The Museum of Modern Art in New York has declined to publish a memoir by the late William S. Rubin that chronicles his career as chief curator and then director of the museum’s Department of Painting and Sculpture from 1967 to 1988. He died in January, aged 78.
Shortly before his death, he invited The Art Newspaper to his East Side apartment and handed us a copy of the 198-page memoir which charts his professional career at MoMA. It explains the strategic art historical thinking behind Rubin’s pursuit of works of art for MoMA’s collection.
The memoir also describes in detail the activities that go into building a great collection—deaccessioning, market manipulation, political brinksmanship, and shrewd handling of donors.
When asked to comment, MoMA publisher Christopher Hudson said: “The Museum’s publishing programme presents books that are mission-related in nature, i.e. with specific art historical or educational content. The Museum therefore does not publish personal memoirs of past or current staff or Trustees, no matter how influential and/or long-standing their relationship with the Museum has been.”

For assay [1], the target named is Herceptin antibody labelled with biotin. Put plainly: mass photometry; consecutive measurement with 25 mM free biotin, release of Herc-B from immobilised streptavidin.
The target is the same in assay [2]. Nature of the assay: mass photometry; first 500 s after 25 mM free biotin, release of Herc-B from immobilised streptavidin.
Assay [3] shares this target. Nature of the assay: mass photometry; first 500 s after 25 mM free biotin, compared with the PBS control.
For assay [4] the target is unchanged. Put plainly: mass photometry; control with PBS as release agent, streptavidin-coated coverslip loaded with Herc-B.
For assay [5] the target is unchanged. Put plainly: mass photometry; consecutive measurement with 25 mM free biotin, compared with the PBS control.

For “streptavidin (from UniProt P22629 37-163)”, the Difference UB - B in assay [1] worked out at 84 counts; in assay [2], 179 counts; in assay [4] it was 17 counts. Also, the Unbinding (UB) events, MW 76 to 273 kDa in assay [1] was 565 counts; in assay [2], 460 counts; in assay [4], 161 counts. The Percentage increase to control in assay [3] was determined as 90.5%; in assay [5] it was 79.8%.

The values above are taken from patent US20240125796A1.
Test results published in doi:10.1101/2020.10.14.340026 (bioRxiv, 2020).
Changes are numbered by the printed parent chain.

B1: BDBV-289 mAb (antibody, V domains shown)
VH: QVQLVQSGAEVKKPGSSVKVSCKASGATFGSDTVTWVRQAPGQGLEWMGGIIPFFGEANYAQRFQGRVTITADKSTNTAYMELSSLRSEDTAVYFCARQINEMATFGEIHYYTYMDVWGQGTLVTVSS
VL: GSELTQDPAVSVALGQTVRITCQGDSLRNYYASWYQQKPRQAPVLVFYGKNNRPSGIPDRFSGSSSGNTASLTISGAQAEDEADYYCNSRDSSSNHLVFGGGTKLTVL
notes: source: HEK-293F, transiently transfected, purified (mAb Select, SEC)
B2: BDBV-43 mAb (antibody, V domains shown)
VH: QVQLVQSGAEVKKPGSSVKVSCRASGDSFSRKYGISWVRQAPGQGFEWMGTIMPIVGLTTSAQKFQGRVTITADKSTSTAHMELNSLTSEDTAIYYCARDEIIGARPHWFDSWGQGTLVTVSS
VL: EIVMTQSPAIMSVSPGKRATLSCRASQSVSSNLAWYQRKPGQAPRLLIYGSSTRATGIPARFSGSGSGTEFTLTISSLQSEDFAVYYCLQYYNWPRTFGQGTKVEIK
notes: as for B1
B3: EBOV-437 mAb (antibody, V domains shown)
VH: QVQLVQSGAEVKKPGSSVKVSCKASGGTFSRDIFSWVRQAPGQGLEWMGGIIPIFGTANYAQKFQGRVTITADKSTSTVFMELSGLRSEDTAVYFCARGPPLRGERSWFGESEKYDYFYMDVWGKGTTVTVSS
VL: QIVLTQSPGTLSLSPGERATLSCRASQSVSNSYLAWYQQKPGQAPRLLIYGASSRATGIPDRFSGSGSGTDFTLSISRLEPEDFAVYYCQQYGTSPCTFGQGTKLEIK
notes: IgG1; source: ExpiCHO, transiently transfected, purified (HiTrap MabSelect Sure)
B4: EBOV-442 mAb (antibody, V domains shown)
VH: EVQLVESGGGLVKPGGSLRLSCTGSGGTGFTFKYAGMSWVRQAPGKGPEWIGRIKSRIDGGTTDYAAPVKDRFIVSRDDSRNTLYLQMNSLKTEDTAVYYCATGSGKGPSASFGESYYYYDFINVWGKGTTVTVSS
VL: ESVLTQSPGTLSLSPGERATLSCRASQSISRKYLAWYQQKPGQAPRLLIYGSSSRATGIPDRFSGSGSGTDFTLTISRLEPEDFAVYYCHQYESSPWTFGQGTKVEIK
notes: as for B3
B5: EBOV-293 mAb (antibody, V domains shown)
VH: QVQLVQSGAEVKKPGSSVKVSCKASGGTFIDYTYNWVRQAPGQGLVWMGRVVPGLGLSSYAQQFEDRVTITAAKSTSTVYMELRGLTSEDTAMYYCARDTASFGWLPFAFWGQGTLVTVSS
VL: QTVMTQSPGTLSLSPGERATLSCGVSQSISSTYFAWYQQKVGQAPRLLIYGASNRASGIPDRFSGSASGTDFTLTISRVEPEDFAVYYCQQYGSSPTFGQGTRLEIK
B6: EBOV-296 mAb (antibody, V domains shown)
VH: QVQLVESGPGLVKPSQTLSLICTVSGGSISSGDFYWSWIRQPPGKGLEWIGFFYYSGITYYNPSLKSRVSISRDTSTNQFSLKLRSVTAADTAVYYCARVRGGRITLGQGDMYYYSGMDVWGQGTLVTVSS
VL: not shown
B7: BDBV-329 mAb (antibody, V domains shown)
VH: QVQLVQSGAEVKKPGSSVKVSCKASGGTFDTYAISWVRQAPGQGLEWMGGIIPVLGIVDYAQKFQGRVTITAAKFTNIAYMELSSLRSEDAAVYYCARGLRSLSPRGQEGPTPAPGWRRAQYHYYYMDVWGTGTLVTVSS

However, MoMA has published several texts about its own history, most recently the series “Studies in Modern Art” (1991-2004), edited by curator John Elderfield, which takes up themes from “The Museum of Modern Art at Mid-Century” to “Philip Johnson and the Museum of Modern Art”.
o For our exclusive account of William Rubin’s memoir, see pp.33-35
Originally appeared in The Art Newspaper as 'The memoir MoMA declined to publish'